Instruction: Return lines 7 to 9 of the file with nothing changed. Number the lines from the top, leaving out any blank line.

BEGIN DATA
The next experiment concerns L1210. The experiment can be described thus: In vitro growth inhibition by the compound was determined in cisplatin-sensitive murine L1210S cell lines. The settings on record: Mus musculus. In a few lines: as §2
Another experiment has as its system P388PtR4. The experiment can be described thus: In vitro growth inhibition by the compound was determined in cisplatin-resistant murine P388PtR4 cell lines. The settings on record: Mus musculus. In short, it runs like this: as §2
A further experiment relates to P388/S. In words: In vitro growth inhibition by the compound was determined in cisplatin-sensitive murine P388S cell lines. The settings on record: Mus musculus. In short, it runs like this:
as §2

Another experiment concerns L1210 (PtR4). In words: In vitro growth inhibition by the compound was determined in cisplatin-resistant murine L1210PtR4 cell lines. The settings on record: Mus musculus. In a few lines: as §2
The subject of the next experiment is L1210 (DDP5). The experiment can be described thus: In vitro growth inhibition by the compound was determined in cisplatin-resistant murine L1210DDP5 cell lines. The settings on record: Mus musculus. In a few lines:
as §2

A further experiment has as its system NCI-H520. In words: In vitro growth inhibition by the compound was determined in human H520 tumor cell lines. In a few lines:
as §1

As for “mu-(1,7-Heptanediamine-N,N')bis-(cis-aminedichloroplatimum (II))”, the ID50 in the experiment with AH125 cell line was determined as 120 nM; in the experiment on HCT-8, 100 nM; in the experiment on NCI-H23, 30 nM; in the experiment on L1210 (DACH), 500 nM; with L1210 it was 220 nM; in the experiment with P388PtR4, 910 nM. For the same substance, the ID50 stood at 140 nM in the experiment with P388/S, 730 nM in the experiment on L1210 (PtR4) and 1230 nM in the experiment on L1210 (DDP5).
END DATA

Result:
as §2

A further experiment has as its system NCI-H520. In words: In vitro growth inhibition by the compound was determined in human H520 tumor cell lines. In a few lines:
as §1